04 March, 2012



Google planning Siri-like ‘Assistant’ for later this year, says report

Posted: 04 Mar 2012 08:44 AM PST


Google will release a voice-enabled application for Android that is similar to Apple’s popular Siri by the fourth quarter of 2012, according a report by TechCrunch.

While some view Siri as a gimmick, Apple touted its voice assistant heavily in several advertising campaigns throughout the winter. Apple must have struck a chord with consumers, because Siri and a few other great features made the iPhone 4S an incredible seller. While we don’t know exactly how many 4S units were moved in the last quarter, Apple sold a record 37 million iPhones in Q1 2012. Ask Siri how she likes them apples.

Google, wanting to help Android cash in to this frenzy, will reportedly be pushing out its Siri competitor before the end of the year. The application is rumored to be simply called “Assistant” and it wants to one up Apple’s darling. Ideally, it will be able to tap Google’s powerful search engine for knowledge and integrate Google services like Gmail, Google+, and YouTube, making it easier than ever to do anything on your phone.

Assistant additionally could find its way into other applications with Google offering an open API. This way, developers could integrate features from Assistant into their apps. I could see that being exceptionally helpful for doing searches on social apps, travel apps, games, and more.

Further adding fuel to this rumor fire, Google applied for a patent that sounded quite a bit like Siri a few weeks ago. That patent was targeted for Google TV, but based on Google’s history, it will use this technology across all of its services.

Would you like to see a Siri-like application on Android and Google TV by the end of this year?

Corporate assistant photo: Andy Dean Photography/Shutterstock

Filed under: mobile, VentureBeat

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How to know when it’s time to hire an outside CEO

Posted: 03 Mar 2012 04:22 PM PST

As anyone who has started their own company will tell you, it's hard for others to understand your passion for your endeavor.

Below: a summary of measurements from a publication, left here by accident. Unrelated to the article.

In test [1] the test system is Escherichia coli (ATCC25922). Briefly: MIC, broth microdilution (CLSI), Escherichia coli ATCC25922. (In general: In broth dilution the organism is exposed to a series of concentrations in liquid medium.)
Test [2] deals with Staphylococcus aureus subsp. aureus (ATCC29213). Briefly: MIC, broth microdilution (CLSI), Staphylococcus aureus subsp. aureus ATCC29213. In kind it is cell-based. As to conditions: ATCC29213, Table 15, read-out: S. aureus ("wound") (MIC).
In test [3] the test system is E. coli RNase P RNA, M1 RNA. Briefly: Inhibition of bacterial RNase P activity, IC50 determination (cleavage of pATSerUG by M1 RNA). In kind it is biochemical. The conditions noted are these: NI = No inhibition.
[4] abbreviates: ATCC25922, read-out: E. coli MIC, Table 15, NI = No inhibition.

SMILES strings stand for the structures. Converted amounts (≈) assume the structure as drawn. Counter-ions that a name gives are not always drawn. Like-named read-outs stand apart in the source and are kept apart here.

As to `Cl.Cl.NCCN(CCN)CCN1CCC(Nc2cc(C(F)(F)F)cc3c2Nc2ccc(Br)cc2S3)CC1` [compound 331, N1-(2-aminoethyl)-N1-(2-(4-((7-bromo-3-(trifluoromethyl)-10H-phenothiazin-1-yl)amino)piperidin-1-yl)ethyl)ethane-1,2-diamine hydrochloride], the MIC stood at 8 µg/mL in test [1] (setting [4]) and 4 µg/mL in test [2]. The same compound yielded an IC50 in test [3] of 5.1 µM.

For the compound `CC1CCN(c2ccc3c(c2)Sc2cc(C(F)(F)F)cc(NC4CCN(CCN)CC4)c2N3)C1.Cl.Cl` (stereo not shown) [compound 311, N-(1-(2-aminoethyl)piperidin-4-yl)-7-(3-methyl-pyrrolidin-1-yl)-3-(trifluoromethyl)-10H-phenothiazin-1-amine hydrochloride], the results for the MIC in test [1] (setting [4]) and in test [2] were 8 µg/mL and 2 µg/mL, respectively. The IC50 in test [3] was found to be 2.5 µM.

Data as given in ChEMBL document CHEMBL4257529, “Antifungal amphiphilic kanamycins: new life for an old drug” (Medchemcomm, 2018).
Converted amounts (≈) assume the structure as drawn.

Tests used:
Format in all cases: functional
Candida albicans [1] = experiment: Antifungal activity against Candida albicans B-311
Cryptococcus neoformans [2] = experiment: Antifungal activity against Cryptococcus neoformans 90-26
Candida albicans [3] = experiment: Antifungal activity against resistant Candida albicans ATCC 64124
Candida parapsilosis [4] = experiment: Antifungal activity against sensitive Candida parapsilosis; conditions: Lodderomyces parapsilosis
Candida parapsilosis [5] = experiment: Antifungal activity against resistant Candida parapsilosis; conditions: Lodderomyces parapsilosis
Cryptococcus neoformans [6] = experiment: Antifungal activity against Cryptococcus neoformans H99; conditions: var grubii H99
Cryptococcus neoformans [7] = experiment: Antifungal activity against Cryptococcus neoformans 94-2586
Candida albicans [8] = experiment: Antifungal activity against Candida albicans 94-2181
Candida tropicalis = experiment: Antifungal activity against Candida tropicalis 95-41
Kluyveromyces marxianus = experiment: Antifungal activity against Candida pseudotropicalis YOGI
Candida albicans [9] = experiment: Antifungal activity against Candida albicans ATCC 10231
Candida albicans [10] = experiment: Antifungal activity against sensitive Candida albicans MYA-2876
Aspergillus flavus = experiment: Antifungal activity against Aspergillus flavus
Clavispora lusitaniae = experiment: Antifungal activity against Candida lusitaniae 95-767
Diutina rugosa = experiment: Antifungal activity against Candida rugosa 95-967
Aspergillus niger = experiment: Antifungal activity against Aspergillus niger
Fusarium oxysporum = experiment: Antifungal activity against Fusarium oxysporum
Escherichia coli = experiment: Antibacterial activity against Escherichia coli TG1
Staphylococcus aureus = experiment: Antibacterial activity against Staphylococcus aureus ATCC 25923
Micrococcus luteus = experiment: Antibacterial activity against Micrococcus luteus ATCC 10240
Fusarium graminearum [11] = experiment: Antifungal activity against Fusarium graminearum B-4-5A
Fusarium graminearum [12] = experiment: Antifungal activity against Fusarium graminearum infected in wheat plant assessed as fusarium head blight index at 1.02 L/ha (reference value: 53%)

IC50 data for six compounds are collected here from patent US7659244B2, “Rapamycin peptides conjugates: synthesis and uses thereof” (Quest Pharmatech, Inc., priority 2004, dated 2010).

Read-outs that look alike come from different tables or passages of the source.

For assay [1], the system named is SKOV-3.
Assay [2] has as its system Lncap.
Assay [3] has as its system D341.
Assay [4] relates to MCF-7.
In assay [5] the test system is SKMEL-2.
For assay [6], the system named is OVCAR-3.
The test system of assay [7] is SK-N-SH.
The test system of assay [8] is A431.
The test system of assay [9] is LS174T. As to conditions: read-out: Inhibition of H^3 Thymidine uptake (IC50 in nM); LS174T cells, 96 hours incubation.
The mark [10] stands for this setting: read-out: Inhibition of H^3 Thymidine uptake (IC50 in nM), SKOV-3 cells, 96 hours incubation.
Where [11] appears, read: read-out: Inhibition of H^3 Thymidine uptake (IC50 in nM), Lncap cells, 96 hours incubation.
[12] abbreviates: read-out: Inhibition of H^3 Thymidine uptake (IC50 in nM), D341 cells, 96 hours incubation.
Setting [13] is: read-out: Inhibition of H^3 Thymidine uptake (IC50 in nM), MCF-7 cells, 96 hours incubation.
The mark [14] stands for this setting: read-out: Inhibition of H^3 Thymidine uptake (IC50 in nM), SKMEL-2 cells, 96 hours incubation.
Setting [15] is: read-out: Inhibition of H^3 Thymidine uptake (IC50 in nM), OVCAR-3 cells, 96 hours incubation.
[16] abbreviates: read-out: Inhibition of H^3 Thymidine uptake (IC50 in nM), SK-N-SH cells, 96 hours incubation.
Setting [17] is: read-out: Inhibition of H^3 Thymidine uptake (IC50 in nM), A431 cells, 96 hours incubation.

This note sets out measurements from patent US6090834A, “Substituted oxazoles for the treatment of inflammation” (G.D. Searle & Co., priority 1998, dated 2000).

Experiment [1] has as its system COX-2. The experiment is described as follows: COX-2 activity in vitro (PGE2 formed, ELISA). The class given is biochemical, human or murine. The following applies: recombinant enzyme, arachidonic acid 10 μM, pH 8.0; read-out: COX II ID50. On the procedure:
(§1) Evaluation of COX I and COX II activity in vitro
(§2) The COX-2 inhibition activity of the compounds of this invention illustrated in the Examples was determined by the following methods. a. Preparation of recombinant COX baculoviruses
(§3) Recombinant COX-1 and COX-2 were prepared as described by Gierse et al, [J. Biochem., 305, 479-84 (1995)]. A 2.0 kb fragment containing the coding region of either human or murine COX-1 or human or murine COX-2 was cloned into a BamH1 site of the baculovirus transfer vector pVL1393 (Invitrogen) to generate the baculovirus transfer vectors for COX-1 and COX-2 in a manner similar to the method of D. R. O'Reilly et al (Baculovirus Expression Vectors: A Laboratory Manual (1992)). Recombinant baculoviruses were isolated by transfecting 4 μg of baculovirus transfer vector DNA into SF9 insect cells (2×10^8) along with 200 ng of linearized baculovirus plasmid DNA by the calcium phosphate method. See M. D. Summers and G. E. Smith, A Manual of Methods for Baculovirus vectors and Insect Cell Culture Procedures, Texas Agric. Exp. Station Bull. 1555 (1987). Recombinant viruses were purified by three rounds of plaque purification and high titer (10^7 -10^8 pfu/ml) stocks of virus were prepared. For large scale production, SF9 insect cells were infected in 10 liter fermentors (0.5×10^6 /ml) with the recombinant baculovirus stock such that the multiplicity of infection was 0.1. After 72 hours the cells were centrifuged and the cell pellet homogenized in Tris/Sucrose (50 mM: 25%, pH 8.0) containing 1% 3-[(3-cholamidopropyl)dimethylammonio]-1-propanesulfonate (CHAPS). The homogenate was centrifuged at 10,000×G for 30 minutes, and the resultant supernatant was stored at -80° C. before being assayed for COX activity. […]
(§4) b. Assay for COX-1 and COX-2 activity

Startup founders can seem crazy, willing to work long hours for little or no pay, driven by wanting to see their idea come to fruition. And, for those few great ideas that actually make it beyond a science experiment and secure funding, customers, and revenue, one of the greatest challenges can be transitioning from a founder to a manager and corporate leader.

It is easy for all of us to get focused on the few exceptional success stories of first-time founder CEOs like Bill Gates or Mark Zuckerberg. Let it suffice to say that these are indeed exceptions and not the norm.

More typically, it takes multiple attempts for a founder to build the skills and experience base to be the CEO that leads the company to a successful outcome. Most other companies, such as Cisco, Intel, and Google, to name a few, became successful by bringing together talent and foresight of a great team of experts beyond just the founders, and one of the first actions needed to build a great team is hiring a great CEO.

In the years since we left Microsoft and scribbled on our napkin an idea for a distributed storage network, our idea has now grown into a fast-scaling business with thousands of customers, and we seem on the right path for growth and market success.

This was not a sure thing. One key decision that has made the difference was bringing in a professional and proven CEO to lead us from the startup stage to the scale-up phase and beyond. Approximately two years after our incorporation, we hired someone who had served as CEO five previous times, always joining founders at this stage, and successfully taking those businesses to the next level, whether that was IPO, acquisition, or strong growth.

But how do you know when and if to bring in an outside CEO? While we may not have all the answers, we have identified a few clues to help you know when it's time for you to hire a professional CEO as well as how to clarify your own role in the company once that leader is on board.

Don't "squat" the CEO role